In addressing many of these challenges collaboration and collective leadership is required. At Northumbria University we are leading a public administration revival through our research activities, including the 3PM Research Interest Group, and teaching of public leadership, including the MSc Strategic Leadership for Public Services. This conference marks a great opportunity for scholars and practitioners to come to our campus in Newcastle-Upon-Tyne to share the latest thinking on how our public services can work together to tackle inequality and challenge marginalisation. Find out more about the conference here: www.northumbria.ac.uk/JUC2019

Key dates:

  • Abstract submissions – Friday 31 May
  • Feedback on abstracts – by 30 June
  • Full papers due – 31 August
  • Conference walking tour – evening of 16 September
  • Conference start – morning of 17 September
  • Conference dinner – evening of 17 September
  • Conference finish – evening of 18 September

Submit your abstract now:
https://app.geckoform.com/public/?_ga=2.178698471.297039799.1557340916-551790689.1545312066#/modern/21FO0085pnoxur00ghisdbvlo9

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JUC Centenary Event – Opening Address 18 October 2018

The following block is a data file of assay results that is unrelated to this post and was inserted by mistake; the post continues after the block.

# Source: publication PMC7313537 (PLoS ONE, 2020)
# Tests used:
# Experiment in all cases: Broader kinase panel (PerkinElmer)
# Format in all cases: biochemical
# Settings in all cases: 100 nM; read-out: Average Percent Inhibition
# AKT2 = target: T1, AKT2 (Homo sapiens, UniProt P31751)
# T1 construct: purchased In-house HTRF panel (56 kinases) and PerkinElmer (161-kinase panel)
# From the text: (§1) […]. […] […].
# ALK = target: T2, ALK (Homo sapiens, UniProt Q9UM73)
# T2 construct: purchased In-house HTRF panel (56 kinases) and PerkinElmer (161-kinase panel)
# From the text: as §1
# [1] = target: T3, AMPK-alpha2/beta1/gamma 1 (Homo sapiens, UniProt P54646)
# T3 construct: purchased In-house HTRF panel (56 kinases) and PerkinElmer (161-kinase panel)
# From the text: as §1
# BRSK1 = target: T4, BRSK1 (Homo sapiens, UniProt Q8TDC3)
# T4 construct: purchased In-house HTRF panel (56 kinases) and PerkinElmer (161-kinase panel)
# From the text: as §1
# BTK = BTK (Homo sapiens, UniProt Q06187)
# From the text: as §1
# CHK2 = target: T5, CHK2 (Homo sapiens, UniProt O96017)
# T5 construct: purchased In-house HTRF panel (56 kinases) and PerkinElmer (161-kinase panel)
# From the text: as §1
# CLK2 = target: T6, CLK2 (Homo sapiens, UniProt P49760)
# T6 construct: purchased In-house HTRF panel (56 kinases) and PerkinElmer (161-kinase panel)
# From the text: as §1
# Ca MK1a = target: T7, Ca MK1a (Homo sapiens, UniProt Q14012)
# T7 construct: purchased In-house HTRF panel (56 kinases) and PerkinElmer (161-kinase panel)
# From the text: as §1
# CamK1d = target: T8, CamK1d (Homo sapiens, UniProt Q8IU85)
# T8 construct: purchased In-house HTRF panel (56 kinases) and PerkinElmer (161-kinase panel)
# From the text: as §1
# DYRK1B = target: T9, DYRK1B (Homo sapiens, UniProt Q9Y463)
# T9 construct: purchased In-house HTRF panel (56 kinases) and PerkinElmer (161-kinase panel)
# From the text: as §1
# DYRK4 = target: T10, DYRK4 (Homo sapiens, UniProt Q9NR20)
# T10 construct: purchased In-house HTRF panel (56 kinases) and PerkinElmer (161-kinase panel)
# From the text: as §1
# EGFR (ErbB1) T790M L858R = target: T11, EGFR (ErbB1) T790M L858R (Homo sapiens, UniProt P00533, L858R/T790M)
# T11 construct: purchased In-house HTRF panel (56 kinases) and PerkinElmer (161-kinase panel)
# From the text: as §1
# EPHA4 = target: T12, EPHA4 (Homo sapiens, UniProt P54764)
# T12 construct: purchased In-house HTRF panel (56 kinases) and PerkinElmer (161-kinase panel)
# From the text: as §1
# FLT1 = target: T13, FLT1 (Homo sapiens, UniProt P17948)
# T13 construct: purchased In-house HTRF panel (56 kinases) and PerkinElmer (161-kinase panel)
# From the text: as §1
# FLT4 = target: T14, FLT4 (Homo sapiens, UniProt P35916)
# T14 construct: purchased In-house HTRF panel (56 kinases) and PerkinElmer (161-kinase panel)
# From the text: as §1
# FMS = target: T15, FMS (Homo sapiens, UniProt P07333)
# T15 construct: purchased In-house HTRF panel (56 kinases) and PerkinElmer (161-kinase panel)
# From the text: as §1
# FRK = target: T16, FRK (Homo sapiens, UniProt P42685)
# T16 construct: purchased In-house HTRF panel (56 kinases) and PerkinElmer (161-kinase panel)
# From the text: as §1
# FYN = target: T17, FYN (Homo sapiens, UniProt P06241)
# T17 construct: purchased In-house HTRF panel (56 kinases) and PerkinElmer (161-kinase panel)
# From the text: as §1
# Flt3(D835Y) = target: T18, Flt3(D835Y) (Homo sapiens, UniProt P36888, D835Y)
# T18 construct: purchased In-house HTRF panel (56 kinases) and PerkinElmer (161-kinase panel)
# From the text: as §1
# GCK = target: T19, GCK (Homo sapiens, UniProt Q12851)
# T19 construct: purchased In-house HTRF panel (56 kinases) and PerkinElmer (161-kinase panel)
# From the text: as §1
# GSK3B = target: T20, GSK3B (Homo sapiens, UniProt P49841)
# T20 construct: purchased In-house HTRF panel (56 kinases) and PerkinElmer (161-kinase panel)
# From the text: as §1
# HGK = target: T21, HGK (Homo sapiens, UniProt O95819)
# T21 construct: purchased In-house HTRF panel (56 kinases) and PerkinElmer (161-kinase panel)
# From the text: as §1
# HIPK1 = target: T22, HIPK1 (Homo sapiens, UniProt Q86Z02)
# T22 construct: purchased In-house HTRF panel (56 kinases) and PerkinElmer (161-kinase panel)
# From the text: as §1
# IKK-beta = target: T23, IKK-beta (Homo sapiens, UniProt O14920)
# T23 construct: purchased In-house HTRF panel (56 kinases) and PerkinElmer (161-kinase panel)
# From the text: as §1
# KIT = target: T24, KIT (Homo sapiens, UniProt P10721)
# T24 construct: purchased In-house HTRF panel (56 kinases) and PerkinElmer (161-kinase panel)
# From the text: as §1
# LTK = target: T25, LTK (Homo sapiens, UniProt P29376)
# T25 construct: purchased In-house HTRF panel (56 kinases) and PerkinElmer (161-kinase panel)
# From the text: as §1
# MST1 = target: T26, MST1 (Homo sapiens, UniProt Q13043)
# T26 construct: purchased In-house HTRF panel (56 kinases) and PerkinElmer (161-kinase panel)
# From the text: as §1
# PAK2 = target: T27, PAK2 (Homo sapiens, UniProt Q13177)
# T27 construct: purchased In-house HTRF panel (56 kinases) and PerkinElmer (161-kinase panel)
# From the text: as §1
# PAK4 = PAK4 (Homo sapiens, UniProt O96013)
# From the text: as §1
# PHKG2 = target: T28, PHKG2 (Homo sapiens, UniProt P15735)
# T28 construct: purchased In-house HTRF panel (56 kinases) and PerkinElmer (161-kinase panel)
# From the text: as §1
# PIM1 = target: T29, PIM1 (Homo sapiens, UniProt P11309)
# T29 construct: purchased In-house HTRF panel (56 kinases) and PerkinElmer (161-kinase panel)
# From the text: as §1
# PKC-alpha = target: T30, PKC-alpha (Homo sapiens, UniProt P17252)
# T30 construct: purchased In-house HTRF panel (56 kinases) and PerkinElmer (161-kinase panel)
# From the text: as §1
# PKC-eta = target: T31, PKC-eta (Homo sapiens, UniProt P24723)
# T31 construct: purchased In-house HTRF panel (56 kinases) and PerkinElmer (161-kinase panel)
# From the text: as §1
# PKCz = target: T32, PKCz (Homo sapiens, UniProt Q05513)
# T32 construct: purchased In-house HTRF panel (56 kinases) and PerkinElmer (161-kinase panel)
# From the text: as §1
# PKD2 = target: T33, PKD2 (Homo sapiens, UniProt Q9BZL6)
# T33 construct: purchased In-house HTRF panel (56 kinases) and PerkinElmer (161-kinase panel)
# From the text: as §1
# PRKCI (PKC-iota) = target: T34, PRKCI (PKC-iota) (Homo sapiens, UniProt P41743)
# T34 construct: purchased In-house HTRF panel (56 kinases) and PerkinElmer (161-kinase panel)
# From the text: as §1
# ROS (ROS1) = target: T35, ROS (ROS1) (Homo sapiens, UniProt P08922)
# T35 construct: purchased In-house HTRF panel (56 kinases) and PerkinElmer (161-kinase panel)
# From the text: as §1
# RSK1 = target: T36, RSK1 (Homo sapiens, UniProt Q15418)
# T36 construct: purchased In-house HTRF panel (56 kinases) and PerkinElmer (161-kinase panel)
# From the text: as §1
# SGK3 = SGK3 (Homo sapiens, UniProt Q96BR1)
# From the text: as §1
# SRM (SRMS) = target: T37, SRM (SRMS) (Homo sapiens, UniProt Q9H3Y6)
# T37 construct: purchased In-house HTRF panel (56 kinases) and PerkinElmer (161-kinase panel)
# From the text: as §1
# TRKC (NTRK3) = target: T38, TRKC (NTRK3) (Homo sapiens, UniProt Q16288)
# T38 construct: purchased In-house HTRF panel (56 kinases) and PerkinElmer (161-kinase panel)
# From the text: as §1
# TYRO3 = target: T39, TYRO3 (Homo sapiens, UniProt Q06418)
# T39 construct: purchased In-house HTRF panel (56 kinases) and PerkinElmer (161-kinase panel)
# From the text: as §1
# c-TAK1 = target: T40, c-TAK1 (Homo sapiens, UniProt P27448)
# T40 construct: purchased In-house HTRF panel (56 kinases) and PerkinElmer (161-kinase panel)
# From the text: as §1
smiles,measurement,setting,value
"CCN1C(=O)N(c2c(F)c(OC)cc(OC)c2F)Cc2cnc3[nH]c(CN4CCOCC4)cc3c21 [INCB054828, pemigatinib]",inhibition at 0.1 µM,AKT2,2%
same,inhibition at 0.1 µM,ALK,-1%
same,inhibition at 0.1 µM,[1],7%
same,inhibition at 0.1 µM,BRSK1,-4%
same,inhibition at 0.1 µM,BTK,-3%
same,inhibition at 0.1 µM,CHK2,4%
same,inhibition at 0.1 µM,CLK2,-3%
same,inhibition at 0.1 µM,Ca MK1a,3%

Good morning everyone and thank you for coming to the JUC Centenary Event. I am Ian Elliott and I’m Vice-Chair of the JUC. I am standing in today for Sam Baron, our Chair, who unfortunately couldn’t make it.

The first meeting of the JUC was in London 100 years ago. To mark this milestone we wanted to come back to London to consider the role of the JUC for the next 100 years.
The day has three key purposes.

Firstly, we wanted to recognise the achievements of the JUC over the last 100 years. Many great figures have been associated with the JUC and it is important to acknowledge their legacy and how much has been achieved since 1918. So we have Professor Viv Cree who is going to talk us through some of the history of the JUC based on her own research. I would also recommend that you read the excellent history of the JUC by Professor Richard Chapman which is published in our own academic journal – Public Policy and Administration.

But we can’t allow our future to be dictated by past events. We wanted this event to bring people together with a common interest in public services encompassing public administration and social work. We all are here because we believe that the JUC is a valuable learned society and that the study of public administration and social work are essential to improving our communities. It’s important to consider why we are here and the current state of public administration and social work.